More Details Hide Details In 1971, Six was nominated and inducted into the Colorado Aviation Hall of Fame. In June, 1974, Six was awarded an honorary doctorate by the University of Colorado at Boulder. He was the 1977 recipient of the Tony Jannus Award for his distinguished contributions to commercial aviation. In 1980, he was inducted into the U.S. National Aviation Hall of Fame at the National Museum of the United States Air Force, Wright-Patterson Air Force Base in Dayton, Ohio. Six was a key player in the revealed mystery in the third episode of Starlee Kine's Gimlet Media-produced podcast "Mystery Show".
  • 1982
    Age 74
    However, Texas Air prevailed, and in June 1982, Texas International merged into Continental Airlines.
    More Details Hide Details Texas International ceased to exist, but the new Continental moved its headquarters to Houston, home of Texas Air.
  • 1981
    Age 73
    In 1981, Texas Air Corporation, controlled by airline industry entrepreneur Frank Lorenzo, acquired a controlling interest in Continental Airlines following a contentious battle for control with Continental's management, including Six and then-president Al Feldman, who were adamant in their resistance to Lorenzo.
    More Details Hide Details Continental's labor unions joined the antitakeover battle because of their fears over "Lorenzo's deregulation tactics" and his prior dealings with airline labor unions.
  • 1978
    Age 70
    After the Airline Deregulation Act of 1978, like many U.S. carriers, Continental expanded rapidly.
    More Details Hide Details Within two years, new nonstop services from its Denver and Houston hubs included: New York (LGA/JFK), Newark, Boston, Philadelphia, Baltimore, Washington (National and Dulles), Cleveland, Detroit, Pittsburgh, Atlanta, Miami, Ft. Lauderdale, Tampa, Dallas/Ft. Worth, Minneapolis/St. Paul, Milwaukee, St. Louis, Las Vegas, Reno, San Jose, and San Francisco, as well as many smaller cities in the Midwest and western U.S., and new international routes to London, Tokyo, Manila, Sydney, and Melbourne, and more destinations in Mexico than served by any other carrier. This rapid growth required the expansion of Continental's existing fleet of 747, DC-10, 727-200, and DC-9 aircraft with large numbers of MD-80, 737-model and Airbus aircraft, and the formation of alliances with larger commuter airlines in Houston and Denver to serve smaller communities in the Rockies, Plains, and Southwest.
  • 1974
    Age 66
    Continental's 747 services from Chicago and Denver to Los Angeles and Honolulu set the standard for service in the western U.S. When asked by one Denver customer service agent in 1974 why he flew Continental wherever he could, Hollywood legend Henry Fonda remarked, "This operation is class; strictly class!" Ironically, during the 1970s, Continental's 747 service was short-lived, the airline having concluded that the DC-10 was better suited to the route structure and passenger loads.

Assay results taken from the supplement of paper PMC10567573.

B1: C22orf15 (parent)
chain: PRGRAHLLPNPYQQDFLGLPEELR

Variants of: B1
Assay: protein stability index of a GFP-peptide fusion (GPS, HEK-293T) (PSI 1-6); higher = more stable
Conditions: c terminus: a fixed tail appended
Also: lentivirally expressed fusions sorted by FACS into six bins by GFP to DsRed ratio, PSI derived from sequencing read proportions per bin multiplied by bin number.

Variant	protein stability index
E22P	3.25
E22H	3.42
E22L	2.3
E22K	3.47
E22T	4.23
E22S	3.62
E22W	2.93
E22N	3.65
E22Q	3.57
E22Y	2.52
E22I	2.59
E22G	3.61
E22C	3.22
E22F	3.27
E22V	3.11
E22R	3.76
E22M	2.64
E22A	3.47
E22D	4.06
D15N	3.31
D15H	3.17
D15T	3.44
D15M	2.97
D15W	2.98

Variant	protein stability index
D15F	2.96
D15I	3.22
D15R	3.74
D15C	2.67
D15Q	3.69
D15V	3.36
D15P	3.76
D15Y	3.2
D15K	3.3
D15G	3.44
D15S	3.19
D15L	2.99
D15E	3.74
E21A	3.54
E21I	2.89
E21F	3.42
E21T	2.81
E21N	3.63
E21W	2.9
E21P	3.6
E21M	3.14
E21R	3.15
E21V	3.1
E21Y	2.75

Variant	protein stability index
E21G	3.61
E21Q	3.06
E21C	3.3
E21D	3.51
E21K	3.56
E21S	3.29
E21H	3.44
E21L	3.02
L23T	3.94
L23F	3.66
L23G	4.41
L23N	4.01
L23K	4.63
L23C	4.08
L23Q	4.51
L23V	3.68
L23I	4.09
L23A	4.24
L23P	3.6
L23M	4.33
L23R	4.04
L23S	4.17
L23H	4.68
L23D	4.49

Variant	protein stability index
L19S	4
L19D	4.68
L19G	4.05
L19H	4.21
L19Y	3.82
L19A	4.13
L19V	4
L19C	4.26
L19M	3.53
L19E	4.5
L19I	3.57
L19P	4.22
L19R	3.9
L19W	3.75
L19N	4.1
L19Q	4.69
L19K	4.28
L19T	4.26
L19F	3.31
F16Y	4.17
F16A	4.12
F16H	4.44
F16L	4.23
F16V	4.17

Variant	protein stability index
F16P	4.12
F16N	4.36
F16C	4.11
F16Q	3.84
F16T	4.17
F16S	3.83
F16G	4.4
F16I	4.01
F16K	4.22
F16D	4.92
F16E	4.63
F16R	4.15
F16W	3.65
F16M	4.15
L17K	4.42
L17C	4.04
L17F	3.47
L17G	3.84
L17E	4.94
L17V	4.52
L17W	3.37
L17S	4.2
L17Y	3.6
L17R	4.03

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  • 1971
    Age 63
    DC-10s were added to the fleet in 1971, giving Continental the ability to carry its burgeoning traffic on key routes between Los Angeles, Denver, Chicago, Honolulu, Houston, and Seattle.
    More Details Hide Details During the Vietnam War, Continental provided cargo and troop transportation for the United States Army and Marine Corps to Asian and Pacific bases. Continental's 707s were the most common nonmilitary aircraft transiting Saigon Tan Son Nhat airport. As a result of Continental's experience in Pacific operations, the carrier formed subsidiary Air Micronesia, picking up island-hopping routes between Yap/Majuro/Saipan/Guam and Honolulu, which were served by 727 aircraft. One of Six's long-cherished goals was for Continental to become a major player in the Pacific basin, something the airline would achieve only after his retirement. At Six's insistence, Continental (with Pan Am and Trans World Airlines) was a launch airline for the Boeing 747 aircraft. Its upper-deck first-class lounge won awards worldwide for the most refined cabin interior among all airlines, as did meal services developed by Continental's Cordon Bleu-trained executive chefs.
  • 1969
    Age 61
    The introduction of service from Los Angeles to Honolulu/Hilo was in 1969; Continental's first Boeing 747s arrived in May 1970.
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  • FIFTIES
  • 1963
    Age 55
    In 1963, Continental moved its headquarters from Denver to Los Angeles.